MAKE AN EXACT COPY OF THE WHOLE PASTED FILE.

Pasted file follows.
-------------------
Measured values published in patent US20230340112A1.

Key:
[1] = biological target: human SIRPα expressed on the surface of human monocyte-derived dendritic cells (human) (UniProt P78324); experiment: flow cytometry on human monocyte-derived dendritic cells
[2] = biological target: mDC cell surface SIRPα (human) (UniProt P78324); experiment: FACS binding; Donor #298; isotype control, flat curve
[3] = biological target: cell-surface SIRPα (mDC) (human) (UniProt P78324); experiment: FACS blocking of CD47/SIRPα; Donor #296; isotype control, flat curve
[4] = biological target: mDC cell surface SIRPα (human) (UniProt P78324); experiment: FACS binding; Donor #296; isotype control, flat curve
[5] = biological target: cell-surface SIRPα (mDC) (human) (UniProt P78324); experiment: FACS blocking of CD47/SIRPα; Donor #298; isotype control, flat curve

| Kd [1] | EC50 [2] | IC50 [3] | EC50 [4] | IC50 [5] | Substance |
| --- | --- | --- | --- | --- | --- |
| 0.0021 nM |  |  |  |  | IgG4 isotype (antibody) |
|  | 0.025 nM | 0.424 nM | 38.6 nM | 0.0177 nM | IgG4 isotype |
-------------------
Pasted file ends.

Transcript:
Measured values published in patent US20230340112A1.

Key:
[1] = biological target: human SIRPα expressed on the surface of human monocyte-derived dendritic cells (human) (UniProt P78324); experiment: flow cytometry on human monocyte-derived dendritic cells
[2] = biological target: mDC cell surface SIRPα (human) (UniProt P78324); experiment: FACS binding; Donor #298; isotype control, flat curve
[3] = biological target: cell-surface SIRPα (mDC) (human) (UniProt P78324); experiment: FACS blocking of CD47/SIRPα; Donor #296; isotype control, flat curve
[4] = biological target: mDC cell surface SIRPα (human) (UniProt P78324); experiment: FACS binding; Donor #296; isotype control, flat curve
[5] = biological target: cell-surface SIRPα (mDC) (human) (UniProt P78324); experiment: FACS blocking of CD47/SIRPα; Donor #298; isotype control, flat curve

| Kd [1] | EC50 [2] | IC50 [3] | EC50 [4] | IC50 [5] | Substance |
| --- | --- | --- | --- | --- | --- |
| 0.0021 nM |  |  |  |  | IgG4 isotype (antibody) |
|  | 0.025 nM | 0.424 nM | 38.6 nM | 0.0177 nM | IgG4 isotype |